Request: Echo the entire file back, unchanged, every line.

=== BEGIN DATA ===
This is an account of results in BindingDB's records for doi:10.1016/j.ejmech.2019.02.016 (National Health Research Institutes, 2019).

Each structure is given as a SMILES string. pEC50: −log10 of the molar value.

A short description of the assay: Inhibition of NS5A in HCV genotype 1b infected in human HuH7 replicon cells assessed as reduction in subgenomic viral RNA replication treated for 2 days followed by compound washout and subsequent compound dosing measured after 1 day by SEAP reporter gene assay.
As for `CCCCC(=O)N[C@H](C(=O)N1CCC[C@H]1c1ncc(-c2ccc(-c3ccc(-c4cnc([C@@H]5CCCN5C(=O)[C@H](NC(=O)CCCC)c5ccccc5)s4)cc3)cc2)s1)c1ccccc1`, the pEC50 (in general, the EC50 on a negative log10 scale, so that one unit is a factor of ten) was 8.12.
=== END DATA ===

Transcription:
This is an account of results in BindingDB's records for doi:10.1016/j.ejmech.2019.02.016 (National Health Research Institutes, 2019).

Each structure is given as a SMILES string. pEC50: −log10 of the molar value.

A short description of the assay: Inhibition of NS5A in HCV genotype 1b infected in human HuH7 replicon cells assessed as reduction in subgenomic viral RNA replication treated for 2 days followed by compound washout and subsequent compound dosing measured after 1 day by SEAP reporter gene assay.
As for `CCCCC(=O)N[C@H](C(=O)N1CCC[C@H]1c1ncc(-c2ccc(-c3ccc(-c4cnc([C@@H]5CCCN5C(=O)[C@H](NC(=O)CCCC)c5ccccc5)s4)cc3)cc2)s1)c1ccccc1`, the pEC50 (in general, the EC50 on a negative log10 scale, so that one unit is a factor of ten) was 8.12.